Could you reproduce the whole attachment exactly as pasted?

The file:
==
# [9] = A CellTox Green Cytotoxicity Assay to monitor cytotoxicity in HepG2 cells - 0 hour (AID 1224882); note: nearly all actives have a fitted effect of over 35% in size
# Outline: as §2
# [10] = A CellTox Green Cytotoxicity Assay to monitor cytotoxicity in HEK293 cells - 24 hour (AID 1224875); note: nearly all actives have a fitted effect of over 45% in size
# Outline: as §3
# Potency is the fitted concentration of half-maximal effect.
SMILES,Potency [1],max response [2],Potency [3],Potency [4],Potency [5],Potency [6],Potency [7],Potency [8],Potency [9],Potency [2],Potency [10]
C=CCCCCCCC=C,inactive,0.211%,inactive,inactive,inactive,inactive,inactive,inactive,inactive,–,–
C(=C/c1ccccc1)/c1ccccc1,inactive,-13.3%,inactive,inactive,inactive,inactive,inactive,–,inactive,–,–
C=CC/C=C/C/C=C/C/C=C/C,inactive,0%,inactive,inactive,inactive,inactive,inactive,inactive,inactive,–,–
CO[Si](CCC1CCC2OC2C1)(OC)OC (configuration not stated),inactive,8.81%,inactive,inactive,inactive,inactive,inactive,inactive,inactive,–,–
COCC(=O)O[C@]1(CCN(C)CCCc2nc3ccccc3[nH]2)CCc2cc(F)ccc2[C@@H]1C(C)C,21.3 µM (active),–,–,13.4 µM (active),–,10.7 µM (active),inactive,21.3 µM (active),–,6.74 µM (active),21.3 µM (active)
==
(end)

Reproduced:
# [9] = A CellTox Green Cytotoxicity Assay to monitor cytotoxicity in HepG2 cells - 0 hour (AID 1224882); note: nearly all actives have a fitted effect of over 35% in size
# Outline: as §2
# [10] = A CellTox Green Cytotoxicity Assay to monitor cytotoxicity in HEK293 cells - 24 hour (AID 1224875); note: nearly all actives have a fitted effect of over 45% in size
# Outline: as §3
# Potency is the fitted concentration of half-maximal effect.
SMILES,Potency [1],max response [2],Potency [3],Potency [4],Potency [5],Potency [6],Potency [7],Potency [8],Potency [9],Potency [2],Potency [10]
C=CCCCCCCC=C,inactive,0.211%,inactive,inactive,inactive,inactive,inactive,inactive,inactive,–,–
C(=C/c1ccccc1)/c1ccccc1,inactive,-13.3%,inactive,inactive,inactive,inactive,inactive,–,inactive,–,–
C=CC/C=C/C/C=C/C/C=C/C,inactive,0%,inactive,inactive,inactive,inactive,inactive,inactive,inactive,–,–
CO[Si](CCC1CCC2OC2C1)(OC)OC (configuration not stated),inactive,8.81%,inactive,inactive,inactive,inactive,inactive,inactive,inactive,–,–
COCC(=O)O[C@]1(CCN(C)CCCc2nc3ccccc3[nH]2)CCc2cc(F)ccc2[C@@H]1C(C)C,21.3 µM (active),–,–,13.4 µM (active),–,10.7 µM (active),inactive,21.3 µM (active),–,6.74 µM (active),21.3 µM (active)